Nederland Colorado Webcam
About Nederland, Colorado
The Town of Nederland is a Statutory Town located near Barker Meadow Reservoir in the mountains of southwest Boulder County, Colorado, United States. As of the 2010 census it had a population of 1,445.
Gold was discovered in 1859, along Boulder Creek at the confluence of South Boulder and Beaver Creeks, called Deadwood Diggings, and six miles northeast, called Gold Run.
Nederland was established in 1874. The town started as a trading post between Ute Indians and European settlers during the 1850s. The town’s first economic boom came when minerals such as tungsten, silver, and gold were discovered near Tungsten (east of Nederland), Caribou (northwest of Nederland, 1859), and Eldora (west of Nederland, 1875).
Today Nederland is better known as a gateway to outdoor recreation in the nearby Indian Peaks Wilderness, Rocky Mountain National Park, Roosevelt National Forest, and the recently established James Peak Wilderness. Nederland is located 17 miles (27 km) southwest of Boulder, 41 miles (66 km) south of Estes Park, and 47 miles (76 km) northwest of Denver at the Junction of SH 119 and SH 72 on the Peak to Peak Highway.
In the mid-19th century the first homesteaders gave a variety of names for the area. The town was first called Dayton, then Browns Crossing. In 1871, when the US Postal Service first set up an office, the name was changed to Middle Boulder after the creek that flows though the center of town (and continues eastward to become Boulder Creek).
In 1873 the Caribou Mine, at an elevation of roughly 10,000 feet (3,000 m) and 6 miles (10 km) northwest of the town, was sold to the Mining Company Nederland from the Netherlands. The high elevation meant fierce winds and deep winter snow, so the new owners of the mine decided that it was beneficial to bring ore from Caribou down to Middle Boulder for milling. In the Dutch language, Nederland (“Netherlands” in English) means low land, and based on casual usage by the Dutch miners, Middle Boulder came to be known as Nederland. (This is ironic, considering that the town’s elevation is higher than 8,000 feet (2,400 m) and most locations in the Netherlands are near or even below sea level.) In 1874 the town was incorporated and adopted Nederland as the official name.
Nederland is located in southwest Boulder County at 39°57′43″N 105°30′38″W (39.961986, −105.510604).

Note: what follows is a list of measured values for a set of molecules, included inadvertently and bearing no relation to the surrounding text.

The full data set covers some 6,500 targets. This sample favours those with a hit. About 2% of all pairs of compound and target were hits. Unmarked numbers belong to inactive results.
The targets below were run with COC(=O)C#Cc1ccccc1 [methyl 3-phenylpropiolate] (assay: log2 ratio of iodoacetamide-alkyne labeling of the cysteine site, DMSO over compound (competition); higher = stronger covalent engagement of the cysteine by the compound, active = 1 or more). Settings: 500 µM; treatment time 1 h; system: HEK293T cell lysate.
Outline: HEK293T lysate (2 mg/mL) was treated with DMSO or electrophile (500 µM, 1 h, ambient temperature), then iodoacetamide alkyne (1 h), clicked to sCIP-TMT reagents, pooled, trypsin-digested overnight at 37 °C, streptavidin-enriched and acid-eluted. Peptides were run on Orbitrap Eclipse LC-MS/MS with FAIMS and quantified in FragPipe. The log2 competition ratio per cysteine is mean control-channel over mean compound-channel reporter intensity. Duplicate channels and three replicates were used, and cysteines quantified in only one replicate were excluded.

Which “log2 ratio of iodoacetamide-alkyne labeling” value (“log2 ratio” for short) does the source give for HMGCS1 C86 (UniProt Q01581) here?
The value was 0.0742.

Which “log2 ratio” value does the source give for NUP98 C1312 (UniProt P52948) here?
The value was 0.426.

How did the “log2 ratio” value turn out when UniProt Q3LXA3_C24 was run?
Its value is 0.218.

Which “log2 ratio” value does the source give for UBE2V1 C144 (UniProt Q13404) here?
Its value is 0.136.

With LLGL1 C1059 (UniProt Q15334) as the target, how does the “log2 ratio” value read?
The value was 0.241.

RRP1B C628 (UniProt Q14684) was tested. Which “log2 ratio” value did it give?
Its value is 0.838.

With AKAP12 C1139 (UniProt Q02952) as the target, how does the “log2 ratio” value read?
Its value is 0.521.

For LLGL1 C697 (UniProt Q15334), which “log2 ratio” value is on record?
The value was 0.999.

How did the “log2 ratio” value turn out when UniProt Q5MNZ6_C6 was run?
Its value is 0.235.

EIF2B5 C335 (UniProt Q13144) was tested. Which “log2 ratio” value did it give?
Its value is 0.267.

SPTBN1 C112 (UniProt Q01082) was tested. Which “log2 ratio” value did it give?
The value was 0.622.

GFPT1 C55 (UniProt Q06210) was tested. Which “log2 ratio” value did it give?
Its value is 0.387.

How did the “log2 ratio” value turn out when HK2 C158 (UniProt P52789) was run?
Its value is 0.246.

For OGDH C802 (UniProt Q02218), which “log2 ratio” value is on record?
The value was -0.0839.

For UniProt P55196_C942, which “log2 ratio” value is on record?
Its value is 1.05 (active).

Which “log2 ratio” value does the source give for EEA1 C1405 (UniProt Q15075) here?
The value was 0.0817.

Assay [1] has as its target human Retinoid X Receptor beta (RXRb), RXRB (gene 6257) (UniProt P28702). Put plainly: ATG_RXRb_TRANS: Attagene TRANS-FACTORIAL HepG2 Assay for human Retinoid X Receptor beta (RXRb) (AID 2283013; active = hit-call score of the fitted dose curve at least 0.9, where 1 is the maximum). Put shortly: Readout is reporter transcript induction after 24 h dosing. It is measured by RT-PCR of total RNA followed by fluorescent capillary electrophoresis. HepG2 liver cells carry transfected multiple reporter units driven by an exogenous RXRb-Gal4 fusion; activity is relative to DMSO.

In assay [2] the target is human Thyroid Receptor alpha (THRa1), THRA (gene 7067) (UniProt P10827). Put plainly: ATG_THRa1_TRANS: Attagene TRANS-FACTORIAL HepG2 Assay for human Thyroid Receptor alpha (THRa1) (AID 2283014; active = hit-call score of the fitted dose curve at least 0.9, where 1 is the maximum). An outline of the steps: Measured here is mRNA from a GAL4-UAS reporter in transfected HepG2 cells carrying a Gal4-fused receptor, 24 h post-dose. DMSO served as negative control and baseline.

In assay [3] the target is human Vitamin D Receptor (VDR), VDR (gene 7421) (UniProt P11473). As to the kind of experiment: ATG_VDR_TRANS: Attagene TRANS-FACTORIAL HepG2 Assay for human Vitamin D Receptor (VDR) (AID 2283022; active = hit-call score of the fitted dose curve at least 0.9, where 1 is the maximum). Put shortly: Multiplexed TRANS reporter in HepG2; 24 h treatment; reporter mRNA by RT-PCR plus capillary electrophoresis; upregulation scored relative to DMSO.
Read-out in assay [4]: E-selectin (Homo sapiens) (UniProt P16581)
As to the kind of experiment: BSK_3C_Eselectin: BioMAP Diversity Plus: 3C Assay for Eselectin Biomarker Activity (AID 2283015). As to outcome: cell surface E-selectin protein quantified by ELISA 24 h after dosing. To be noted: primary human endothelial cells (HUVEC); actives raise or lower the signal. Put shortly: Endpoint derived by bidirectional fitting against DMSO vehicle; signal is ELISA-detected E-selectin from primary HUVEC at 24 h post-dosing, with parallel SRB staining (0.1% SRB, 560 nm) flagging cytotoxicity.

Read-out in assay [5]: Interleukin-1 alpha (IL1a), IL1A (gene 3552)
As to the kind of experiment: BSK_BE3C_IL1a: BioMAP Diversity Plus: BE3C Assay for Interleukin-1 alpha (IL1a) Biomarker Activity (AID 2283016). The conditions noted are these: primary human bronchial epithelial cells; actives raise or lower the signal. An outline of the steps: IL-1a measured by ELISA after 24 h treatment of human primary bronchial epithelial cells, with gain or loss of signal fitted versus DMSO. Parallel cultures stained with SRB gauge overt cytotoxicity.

The elevation in the center of town is 8,234 feet (2,510 m) above sea level. Due west from the town is the Indian Peaks Wilderness within Roosevelt National Forest. The Continental Divide passes through the Wilderness 8 miles (13 km) west of Nederland.
The town of Nederland has a total area of 1.6 square miles (4.1 km2), of which 1.5 square miles (3.9 km2) is land and 0.077 square miles (0.2 km2), or 4.29%, is water, consisting primarily of the west end of Barker Reservoir on Middle Boulder Creek.
About Estes Park and Rocky Mountain National Park
Estes Park is a town in Larimer County, Colorado, United States. A popular summer resort and the location of the headquarters for Rocky Mountain National Park, Estes Park lies along the Big Thompson River. Estes Park had a population of 5,858 at the 2010 census. Estes Park sits at an elevation of 7,522 feet (2,293 m) on the front range of the Rocky Mountains at the eastern entrance of the Rocky Mountain National Park. Its location is 40°22?22?N 105°31?09?W. Its north, south and east extremities border the Roosevelt National Forest. Lumpy Ridge lies immediately north of Estes Park.
According to the United States Census Bureau, the town has a total area of 5.9 square miles (15 km2), of which 5.8 square miles (15 km2) is land and 0.1 square miles (0.26 km2) (0.85%) is water.
Three million tourists visit Rocky Mountain National Park each year; most use Estes Park as their base.
Rocky Mountain National Park is a national park located in the Front Range of the Rocky Mountains, in the north-central region of the U.S. state of Colorado. It features majestic mountain views, mountain lakes, a variety of wildlife, varied climates and environments—from wooded forests to mountain tundra—and easy access to back-country trails and campsites. The park is located northwest of Boulder, Colorado, and includes the Continental Divide and the headwaters of the Colorado River.
The park has five visitor centers. The park headquarters, Beaver Meadows Visitor Center, is a National Historic Landmark, designed by the Frank Lloyd Wright School of Architecture at Taliesin West.
The park may be accessed by three roads: U.S. Highway 34, 36, and State Highway 7. Highway 7 enters the park for less than a mile, where it provides access to the Lily Lake Visitor Center which is closed indefinitely. Farther south, spurs from route 7 lead to campgrounds and trail heads around Longs Peak and Wild Basin. Highway 36 enters the park on the east side, where it terminates after a few miles at Highway 34. Highway 34, known as Trail Ridge Road through the park, runs from the town of Estes Park on the east to Grand Lake on the southwest. The road reaches an elevation of 12,183 feet (3,713 m), and is closed by snow in winter.
The California Zephyr serves Granby (near the west entrance of the park) by rail from Denver, crossing the Continental Divide through the Moffat Tunnel well south of the park. The park’s website suggests Granby as an appropriate rail terminus for visitors, although it lies about sixteen miles from the park without public transportation connections.
The park is surrounded by Roosevelt National Forest on the north and east, Routt National Forest on the northwest, and Arapaho National Forest on the southwest.
This Webcam is owned and maintained by Castle Mountain Lodge.